Giving mirrors a different weight - balancing the load¶
The main criterion for load balancing is of course the network proximity, and (failing that) the geographic location (country/region); but sometimes there are several matching mirrors that are in the same country or network. Then there are two additional mechanisms for choosing the best mirror:
- influencing preference by an assigned “score” value
- geographical distance
These two mechanisms work together. Let’s look at them in detail now.
1) Score value¶
The score value that is assigned to each mirror is a unitless number where the absolute value doesn’t matter, but the relative height in comparison to other mirrors makes the difference. The default value is always 100. If mirrors have the same score, they are randomly used equally often. Thus, the load is distributed equally. If the values differ, the randomization becomes “weighted” towards the mirrors with higher scores.
If there is only one mirror in a country, the value doesn’t matter, because country is the stronger criterion. When there are several mirrors per country, you’ll often simply stick to the default value of 100. However, if there’s a small mirror that can’t take much traffic, you can assign it a e.g. 20 or 50, and it will get much less load. How much, depends on the number of number of other mirrors available in the same country. If, on the other hand, you have a particular powerful mirror, you could assign it a score of 200, for instance.
Here’s an example with three mirrors in different combinations of score values:
score value 100 100 100 percentage of requests 33% 33% 33% score value 100 50 50 percentage of requests 60% 20% 20% score value 100 200 10 percentage of requests 25% 73% 2%
In real life, you might have more mirrors. The effect of score values can be approximated with the following formula:
s P = ---------------------------- * 100 s + (s2 + s3 + ... + sn) where P = percentage of requests to a mirror s = score of mirror s2...sn = scores of the other mirrors
Imagine that you have a mirror with score=50, and other mirrors in the same country with the following scores: 150, 100, 100, 100, 100, 50, 50, 30. Thus,
50 / (50 + 150+100+100+100+100+50+50+30) * 100 = 6%
about 6% of requests will routed to that mirror.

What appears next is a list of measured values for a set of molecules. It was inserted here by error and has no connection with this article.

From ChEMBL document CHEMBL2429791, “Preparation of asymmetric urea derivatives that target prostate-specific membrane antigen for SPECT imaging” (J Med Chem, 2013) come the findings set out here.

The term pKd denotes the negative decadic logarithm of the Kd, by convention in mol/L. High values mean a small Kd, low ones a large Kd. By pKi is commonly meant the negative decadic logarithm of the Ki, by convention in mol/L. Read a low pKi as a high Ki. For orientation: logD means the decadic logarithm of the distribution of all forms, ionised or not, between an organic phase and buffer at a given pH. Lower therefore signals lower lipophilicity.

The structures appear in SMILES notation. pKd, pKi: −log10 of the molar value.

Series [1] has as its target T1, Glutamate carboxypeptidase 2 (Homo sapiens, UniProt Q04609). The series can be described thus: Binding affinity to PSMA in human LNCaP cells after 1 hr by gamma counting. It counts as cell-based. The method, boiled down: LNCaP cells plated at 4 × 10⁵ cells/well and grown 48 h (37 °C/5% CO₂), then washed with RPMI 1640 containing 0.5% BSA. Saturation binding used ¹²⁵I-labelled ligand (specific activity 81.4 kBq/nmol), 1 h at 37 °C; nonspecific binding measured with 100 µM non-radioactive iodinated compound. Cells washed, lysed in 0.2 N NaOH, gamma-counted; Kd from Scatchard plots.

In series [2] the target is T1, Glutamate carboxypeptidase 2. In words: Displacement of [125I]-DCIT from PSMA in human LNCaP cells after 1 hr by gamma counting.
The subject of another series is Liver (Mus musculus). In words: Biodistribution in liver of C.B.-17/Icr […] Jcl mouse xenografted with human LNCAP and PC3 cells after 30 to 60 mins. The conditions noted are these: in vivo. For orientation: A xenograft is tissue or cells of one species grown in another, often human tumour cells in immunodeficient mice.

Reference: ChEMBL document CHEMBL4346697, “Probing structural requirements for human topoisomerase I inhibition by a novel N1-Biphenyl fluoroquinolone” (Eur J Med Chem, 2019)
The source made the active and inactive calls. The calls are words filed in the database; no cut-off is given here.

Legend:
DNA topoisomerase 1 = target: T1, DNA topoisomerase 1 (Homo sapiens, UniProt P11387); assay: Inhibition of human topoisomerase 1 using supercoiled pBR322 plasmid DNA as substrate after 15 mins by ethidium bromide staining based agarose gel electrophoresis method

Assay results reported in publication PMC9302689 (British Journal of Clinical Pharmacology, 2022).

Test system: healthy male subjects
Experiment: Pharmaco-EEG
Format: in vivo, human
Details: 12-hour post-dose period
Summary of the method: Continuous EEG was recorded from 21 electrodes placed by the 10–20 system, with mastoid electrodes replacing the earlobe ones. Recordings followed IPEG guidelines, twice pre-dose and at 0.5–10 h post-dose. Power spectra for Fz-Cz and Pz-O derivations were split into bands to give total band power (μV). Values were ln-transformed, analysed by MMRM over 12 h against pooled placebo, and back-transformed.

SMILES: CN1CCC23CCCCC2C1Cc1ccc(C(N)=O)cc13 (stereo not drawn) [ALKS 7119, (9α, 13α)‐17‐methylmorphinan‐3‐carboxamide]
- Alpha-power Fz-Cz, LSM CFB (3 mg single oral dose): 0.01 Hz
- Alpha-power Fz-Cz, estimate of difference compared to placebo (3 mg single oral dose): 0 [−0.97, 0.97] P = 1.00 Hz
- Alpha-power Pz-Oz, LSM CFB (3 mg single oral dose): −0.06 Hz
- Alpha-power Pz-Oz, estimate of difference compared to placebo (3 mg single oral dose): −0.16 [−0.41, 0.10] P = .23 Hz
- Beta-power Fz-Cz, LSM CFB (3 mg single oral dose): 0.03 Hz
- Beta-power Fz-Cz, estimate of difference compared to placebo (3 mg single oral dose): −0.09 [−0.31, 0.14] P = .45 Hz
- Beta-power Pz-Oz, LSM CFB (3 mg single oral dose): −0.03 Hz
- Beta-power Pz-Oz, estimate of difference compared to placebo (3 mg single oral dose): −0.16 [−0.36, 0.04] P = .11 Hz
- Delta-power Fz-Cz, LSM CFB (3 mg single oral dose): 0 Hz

(However, also remeber that mirrors might not always be complete mirrors, so if they don’t have certain files, they are automatically left out from the equation. The calculation is always file-based, and thus never static.)
2) Geographical distance¶
Geographical distance is calculated by an approximation that is both lightweight and fast, but sufficiently accurate. Similar as the score value, it’s not about absolute numbers in a certain unit like km. It’s more about giving mirrors a relative weight according to the distance.
Each mirror is rated with this formula (C code from the Apache module:
new->dist = (int) ( sqrt( pow((lat - new->lat), 2) + pow((lng - new->lng), 2) ) * 1000 );
This approximation is simple enough but works around the (spherical) globe.
Mirrors are then ranked against each other according to the calculated dist values. Internally, this can all be done with simple&quick integer arithmetic.
Specifically, at this point we also give the score some influence:
d = mirror->dist + distprio / mirror->score;
int distprio = DISTANCE_PRIO / arr->nelts;
where arr->nelts is the number of mirrors in that particular group in that the ranking is calculated. DISTANCE_PRIO is defined to a number which you could change at compile time, but where this default value gives about the results I wanted:
#define DISTANCE_PRIO 2000000
A comment in the code reads:
/* the smaller, the smaller the effect of a raised prio in comparison to distance */ /* 5000000 -> mirror in 200km distance is preferred already when it has prio 100 * 1000000 -> mirror in 200km distance is preferred not before it has prio 300 * (compared to 100 as normal priority for other mirrors, and tested in * Germany, which is a small country with many mirrors) */
You see, both the geographical distance and the score value work together and both has some influence. This prevents the choice of a mirror that’s either far away or has a low score value, or one of them – and vice versa.